Trump's Hikes Double the Cost of Tariffs to Consumers: Report

Michael Rainey
President Trump’s recent increase in tariff rates on $200 billion worth of Chinese imports raises the overall cost of tariffs on Chinese goods for U.S. households to $106 billion a year, according to a new analysis published on the New York Federal Reserve Bank’s blog.Individual households will pay $831 per year on average in added costs if the tariffs remain in place, the economists said. That roughly doubles the size of the impact from the previous tariff levels, which were costing households an estimated $419 on average per year.The higher tariffs could lead to a drop in revenues for the Treasury Department, because the cost increase is so large that it will drive U.S. importers to look for alternative sources of goods, such as Vietnam. The substitute goods would likely be more expensive for consumers than before, but if they come from non-Chinese sources, they won’t provide a revenue bump for the Treasury.“[A]ccording to our estimates, these higher tariffs are likely to create large economic distortions and reduce U.S. tariff revenues,” the authors Mary Amiti, Stephen J. Redding, and David E. Weinstein concluded.  Not coincidentally, retailers including Walmart, Target and Home Depot warned this week that the tariffs are causing them to review their financial outlooks and consider price hikes. "We're concerned about tariffs because they lead to higher prices on everyday products for American families," Target CEO Brian Cornell said Wednesday.Like what you're reading? Sign up for our free newsletter.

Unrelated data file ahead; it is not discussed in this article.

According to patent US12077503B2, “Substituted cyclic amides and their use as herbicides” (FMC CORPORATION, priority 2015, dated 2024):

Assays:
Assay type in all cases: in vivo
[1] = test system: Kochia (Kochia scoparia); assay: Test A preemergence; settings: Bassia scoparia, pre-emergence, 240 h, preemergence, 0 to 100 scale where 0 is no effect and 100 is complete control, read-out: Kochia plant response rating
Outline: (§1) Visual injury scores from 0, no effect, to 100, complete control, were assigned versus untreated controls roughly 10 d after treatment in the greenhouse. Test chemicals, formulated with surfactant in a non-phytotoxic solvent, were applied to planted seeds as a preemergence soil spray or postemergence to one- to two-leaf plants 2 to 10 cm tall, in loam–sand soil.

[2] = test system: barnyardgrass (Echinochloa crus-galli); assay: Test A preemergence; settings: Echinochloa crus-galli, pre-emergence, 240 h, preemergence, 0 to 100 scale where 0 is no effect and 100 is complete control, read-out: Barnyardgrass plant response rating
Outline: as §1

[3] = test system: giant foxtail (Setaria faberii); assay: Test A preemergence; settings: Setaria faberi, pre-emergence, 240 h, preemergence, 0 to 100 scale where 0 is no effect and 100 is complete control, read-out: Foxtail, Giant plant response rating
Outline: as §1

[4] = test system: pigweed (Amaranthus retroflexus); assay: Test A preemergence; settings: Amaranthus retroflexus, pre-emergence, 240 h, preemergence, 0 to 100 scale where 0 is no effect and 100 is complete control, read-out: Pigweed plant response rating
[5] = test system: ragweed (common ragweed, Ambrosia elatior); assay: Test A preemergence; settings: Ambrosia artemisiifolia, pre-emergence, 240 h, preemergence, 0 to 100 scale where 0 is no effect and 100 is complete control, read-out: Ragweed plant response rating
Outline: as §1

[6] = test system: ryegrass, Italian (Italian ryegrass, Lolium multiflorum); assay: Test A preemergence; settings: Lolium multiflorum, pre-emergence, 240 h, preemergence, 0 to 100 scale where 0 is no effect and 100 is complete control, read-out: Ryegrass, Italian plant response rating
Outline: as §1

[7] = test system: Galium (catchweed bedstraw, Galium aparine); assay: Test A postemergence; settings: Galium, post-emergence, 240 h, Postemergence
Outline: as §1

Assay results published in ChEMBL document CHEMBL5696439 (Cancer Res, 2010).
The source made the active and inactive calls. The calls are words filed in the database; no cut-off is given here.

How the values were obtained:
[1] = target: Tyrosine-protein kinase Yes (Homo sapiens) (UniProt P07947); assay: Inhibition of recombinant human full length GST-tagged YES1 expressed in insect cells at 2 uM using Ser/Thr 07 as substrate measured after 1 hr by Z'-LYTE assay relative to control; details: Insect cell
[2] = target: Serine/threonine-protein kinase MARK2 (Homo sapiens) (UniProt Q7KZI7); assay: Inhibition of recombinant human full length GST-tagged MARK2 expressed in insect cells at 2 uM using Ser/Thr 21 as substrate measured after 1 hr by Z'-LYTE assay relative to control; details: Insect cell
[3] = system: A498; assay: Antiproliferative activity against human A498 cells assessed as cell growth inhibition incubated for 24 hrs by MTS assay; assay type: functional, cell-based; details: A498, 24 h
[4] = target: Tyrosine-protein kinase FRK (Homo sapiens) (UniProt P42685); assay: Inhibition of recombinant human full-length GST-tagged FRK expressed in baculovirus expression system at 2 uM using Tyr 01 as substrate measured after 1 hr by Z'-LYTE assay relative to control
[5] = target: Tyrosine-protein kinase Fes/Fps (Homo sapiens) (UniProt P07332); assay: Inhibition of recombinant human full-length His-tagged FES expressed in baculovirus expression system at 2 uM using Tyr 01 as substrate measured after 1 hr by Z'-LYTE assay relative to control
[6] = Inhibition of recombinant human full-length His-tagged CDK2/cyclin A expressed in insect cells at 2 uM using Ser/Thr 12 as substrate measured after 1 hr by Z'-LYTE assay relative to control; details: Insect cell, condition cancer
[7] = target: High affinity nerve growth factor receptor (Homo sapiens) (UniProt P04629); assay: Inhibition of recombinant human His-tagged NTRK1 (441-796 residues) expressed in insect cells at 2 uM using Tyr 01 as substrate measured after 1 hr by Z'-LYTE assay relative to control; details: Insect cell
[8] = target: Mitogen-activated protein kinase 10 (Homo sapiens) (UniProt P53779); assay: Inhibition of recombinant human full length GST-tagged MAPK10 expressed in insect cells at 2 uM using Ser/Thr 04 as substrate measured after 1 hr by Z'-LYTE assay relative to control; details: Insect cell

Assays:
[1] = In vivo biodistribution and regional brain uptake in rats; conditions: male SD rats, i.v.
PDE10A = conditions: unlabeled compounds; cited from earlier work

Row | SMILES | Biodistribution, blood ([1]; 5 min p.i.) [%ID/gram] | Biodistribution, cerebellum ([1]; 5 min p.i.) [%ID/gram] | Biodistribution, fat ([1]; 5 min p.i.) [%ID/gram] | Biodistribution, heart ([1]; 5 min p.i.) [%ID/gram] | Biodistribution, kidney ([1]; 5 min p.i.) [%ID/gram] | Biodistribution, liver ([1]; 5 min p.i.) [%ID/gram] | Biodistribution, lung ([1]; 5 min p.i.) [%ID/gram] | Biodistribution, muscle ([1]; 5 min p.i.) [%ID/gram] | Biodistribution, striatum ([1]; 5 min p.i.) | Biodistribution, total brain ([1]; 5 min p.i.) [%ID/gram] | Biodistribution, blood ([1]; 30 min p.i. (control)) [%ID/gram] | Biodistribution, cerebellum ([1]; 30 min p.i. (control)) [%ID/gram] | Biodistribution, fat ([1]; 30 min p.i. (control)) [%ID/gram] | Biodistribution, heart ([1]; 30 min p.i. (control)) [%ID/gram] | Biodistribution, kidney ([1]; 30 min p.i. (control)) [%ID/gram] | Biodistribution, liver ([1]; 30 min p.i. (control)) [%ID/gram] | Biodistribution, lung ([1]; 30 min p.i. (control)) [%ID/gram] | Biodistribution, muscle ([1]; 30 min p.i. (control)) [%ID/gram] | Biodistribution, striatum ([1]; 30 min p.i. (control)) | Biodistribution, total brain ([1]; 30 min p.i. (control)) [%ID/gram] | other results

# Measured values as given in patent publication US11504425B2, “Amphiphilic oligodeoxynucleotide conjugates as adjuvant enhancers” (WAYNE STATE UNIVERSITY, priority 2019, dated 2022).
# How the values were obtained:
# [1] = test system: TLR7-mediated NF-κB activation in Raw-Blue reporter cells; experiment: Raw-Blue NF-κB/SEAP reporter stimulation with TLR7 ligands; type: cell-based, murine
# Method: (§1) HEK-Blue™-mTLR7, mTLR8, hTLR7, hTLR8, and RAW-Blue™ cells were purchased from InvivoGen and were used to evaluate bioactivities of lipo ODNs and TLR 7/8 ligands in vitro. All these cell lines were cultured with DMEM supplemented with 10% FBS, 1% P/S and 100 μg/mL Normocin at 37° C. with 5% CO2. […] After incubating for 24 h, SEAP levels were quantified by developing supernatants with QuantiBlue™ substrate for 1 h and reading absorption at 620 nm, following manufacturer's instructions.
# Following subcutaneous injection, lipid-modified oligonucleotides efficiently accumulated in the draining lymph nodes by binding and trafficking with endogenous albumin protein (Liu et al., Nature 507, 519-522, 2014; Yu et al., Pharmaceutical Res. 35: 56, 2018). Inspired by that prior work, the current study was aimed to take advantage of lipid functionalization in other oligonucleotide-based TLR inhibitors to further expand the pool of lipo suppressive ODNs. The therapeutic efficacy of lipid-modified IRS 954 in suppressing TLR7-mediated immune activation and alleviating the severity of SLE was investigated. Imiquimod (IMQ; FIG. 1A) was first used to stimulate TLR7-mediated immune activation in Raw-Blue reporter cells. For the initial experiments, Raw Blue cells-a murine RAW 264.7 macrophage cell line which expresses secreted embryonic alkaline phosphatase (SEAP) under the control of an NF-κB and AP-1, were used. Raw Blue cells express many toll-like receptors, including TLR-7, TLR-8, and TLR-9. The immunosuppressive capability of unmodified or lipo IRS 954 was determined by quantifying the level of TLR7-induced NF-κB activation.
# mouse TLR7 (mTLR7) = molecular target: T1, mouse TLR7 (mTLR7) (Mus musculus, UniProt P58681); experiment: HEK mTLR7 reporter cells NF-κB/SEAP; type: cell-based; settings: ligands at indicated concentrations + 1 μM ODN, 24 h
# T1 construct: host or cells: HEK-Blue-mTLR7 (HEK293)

President Trump’s recent increase in tariff rates on $200 billion worth of Chinese imports raises the overall cost of tariffs on Chinese goods for U.S. households to $106 billion a year, according to a new analysis published on the New York Federal Reserve Bank’s blog.

Individual households will pay $831 per year on average in added costs if the tariffs remain in place, the economists said. That roughly doubles the size of the impact from the previous tariff levels, which were costing households an estimated $419 on average per year.

The higher tariffs could lead to a drop in revenues for the Treasury Department, because the cost increase is so large that it will drive U.S. importers to look for alternative sources of goods, such as Vietnam. The substitute goods would likely be more expensive for consumers than before, but if they come from non-Chinese sources, they won’t provide a revenue bump for the Treasury.

“[A]ccording to our estimates, these higher tariffs are likely to create large economic distortions and reduce U.S. tariff revenues,” the authors Mary Amiti, Stephen J. Redding, and David E. Weinstein concluded.  

Not coincidentally, retailers including Walmart, Target and Home Depot warned this week that the tariffs are causing them to review their financial outlooks and consider price hikes. "We're concerned about tariffs because they lead to higher prices on everyday products for American families," Target CEO Brian Cornell said Wednesday.

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